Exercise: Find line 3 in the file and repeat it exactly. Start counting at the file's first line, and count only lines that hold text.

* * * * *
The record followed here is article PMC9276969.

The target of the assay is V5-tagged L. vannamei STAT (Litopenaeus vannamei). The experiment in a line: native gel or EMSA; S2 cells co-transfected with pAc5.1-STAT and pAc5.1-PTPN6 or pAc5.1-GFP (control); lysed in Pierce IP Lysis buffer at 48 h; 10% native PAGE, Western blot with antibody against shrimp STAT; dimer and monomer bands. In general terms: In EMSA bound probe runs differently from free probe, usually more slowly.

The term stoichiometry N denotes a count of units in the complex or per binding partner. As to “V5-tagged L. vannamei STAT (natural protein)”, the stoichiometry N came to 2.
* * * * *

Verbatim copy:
The term stoichiometry N denotes a count of units in the complex or per binding partner. As to “V5-tagged L. vannamei STAT (natural protein)”, the stoichiometry N came to 2.